The Karate Kid, known as The Kung Fu Dream in China and Best Kid in Japan and South Korea, is a 2010 martial artsremakeof the 1984 film of the same name. Directed by Harald Zwart, produced by Willand Jada Pinkett Smith, the remake stars Jackie Chanand Jaden Smith.
Principal photographyfor the film took place in Beijing, China; filming began around July 2009 and ended on October 16, 2009. The Karate Kid was released theatrically in the United Stateson June 11, 2010 and Singaporea day earlier on June 10, 2010.
The plot concerns a 12-year-old boy from Detroit who moves to China with his mother and runs afoul of the neighborhood bully. He makes an unlikely ally in the form of his aging maintenance man, Mr. Han, a kung fu master who teaches him the secrets to self-defense.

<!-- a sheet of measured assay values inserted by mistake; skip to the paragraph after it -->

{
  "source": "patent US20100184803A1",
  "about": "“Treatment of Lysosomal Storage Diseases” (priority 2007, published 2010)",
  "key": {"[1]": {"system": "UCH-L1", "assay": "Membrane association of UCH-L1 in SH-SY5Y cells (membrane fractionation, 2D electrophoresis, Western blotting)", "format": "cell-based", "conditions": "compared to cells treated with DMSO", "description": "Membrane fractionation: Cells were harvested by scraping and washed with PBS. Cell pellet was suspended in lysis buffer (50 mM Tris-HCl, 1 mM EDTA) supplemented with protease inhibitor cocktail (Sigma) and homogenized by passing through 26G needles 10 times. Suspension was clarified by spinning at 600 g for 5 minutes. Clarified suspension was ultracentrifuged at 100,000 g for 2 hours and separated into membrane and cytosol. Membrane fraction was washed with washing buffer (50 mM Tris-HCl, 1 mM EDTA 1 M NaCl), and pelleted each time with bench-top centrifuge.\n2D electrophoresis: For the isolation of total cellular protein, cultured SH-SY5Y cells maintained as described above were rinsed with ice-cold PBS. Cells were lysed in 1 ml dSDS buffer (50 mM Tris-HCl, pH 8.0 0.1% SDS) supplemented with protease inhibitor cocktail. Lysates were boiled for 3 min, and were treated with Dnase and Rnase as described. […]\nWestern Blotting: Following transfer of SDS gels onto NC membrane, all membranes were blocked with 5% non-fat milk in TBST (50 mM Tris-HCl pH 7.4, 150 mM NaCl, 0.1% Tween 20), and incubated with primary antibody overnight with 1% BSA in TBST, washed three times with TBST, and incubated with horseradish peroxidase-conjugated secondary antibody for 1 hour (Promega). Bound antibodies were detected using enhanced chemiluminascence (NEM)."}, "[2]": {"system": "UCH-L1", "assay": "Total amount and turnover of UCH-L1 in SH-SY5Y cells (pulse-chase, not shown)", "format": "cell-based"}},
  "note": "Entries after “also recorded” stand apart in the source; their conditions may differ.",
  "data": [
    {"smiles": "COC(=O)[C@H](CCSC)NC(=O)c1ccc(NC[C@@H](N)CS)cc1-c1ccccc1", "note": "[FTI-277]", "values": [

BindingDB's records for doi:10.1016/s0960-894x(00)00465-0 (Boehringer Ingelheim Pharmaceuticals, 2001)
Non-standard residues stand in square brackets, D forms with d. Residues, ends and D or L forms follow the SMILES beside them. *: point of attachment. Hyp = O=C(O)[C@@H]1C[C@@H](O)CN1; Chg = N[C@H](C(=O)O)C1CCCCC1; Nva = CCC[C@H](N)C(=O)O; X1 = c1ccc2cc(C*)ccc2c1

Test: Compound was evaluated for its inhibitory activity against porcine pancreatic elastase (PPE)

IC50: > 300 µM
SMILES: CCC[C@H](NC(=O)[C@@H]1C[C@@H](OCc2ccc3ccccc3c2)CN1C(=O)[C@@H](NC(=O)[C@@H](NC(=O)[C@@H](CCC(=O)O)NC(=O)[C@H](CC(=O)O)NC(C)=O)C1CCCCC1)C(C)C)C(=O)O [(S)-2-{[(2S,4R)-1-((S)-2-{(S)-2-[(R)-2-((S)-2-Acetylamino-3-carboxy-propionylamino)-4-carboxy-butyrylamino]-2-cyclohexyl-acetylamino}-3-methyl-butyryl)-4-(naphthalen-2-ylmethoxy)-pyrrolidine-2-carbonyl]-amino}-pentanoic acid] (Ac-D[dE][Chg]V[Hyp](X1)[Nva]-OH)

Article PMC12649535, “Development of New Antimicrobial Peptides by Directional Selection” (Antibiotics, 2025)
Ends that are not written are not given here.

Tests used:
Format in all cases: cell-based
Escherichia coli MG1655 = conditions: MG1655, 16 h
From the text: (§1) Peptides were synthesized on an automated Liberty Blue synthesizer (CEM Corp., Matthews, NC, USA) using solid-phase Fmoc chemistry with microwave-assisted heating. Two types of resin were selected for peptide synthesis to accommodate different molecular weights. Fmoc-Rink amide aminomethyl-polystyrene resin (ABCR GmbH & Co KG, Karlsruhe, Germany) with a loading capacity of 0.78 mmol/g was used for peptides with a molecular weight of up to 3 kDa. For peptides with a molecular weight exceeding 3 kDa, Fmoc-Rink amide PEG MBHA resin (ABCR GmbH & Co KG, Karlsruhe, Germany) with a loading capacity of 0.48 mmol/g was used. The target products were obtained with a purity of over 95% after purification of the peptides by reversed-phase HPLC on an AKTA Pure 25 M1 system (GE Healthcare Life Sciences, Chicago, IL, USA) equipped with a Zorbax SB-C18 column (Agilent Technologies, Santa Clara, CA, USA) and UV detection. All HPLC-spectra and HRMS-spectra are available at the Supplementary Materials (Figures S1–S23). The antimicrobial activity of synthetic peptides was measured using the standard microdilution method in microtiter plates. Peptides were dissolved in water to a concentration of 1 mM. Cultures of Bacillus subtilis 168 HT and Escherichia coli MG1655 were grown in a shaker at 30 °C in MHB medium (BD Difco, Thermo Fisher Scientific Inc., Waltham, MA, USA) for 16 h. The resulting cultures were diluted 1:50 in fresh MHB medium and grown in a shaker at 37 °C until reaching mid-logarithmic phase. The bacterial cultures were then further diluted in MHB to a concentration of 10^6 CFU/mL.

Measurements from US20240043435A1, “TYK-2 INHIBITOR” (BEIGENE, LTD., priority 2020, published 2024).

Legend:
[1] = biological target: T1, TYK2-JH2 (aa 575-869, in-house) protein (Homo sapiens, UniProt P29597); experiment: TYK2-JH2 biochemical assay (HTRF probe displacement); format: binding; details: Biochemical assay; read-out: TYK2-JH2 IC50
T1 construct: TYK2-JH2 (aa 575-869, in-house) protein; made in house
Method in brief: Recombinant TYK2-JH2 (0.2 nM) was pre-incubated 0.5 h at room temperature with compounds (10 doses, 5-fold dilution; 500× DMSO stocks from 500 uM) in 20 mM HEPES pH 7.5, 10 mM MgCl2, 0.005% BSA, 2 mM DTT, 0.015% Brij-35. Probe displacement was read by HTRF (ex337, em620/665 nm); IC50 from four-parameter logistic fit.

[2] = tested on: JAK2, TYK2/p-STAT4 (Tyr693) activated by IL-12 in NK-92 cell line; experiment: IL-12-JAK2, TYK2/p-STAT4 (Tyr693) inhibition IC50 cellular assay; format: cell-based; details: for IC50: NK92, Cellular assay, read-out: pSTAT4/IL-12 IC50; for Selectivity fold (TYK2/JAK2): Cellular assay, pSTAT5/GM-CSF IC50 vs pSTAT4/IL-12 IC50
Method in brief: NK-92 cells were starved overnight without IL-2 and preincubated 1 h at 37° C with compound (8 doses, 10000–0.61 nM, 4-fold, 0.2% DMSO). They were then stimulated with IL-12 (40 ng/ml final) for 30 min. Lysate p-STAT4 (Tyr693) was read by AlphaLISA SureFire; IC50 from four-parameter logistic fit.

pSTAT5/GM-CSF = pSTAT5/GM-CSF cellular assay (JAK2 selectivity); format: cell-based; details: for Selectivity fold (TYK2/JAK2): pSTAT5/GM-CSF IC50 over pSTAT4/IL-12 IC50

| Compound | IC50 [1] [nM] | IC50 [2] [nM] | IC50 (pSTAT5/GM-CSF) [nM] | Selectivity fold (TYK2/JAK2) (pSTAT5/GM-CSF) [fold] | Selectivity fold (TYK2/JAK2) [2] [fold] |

12-year-old Dre Parker (Jaden Smith) and his mother, Sherry (Taraji P. Henson), arrive in Beijing from West Detroit to start a new life. Dre develops a crush on a young violinist, Mei Ying (Wen Wen Han), who reciprocates his attention, but Cheng (Zhenwei Wang), a kung fu  prodigy whose family is close to Mei Ying's, attempts to keep them apart by beating Dre, and later harassing and humiliating him in and around school. During a particularly brutal beating by Cheng and his friends, the enigmatic maintenance man of Dre's building, Mr. Han (Jackie Chan), comes to Dre's aid, revealing himself as a kung fu master who adeptly dispatches Dre's tormentors.
After Han mends Dre's ...
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Director: Harald Zwart
Genre: Family
Release Date: June 11, 2010
MPAA Rating: PG
Runtime: 140 Min
Studio: Columbia Pictures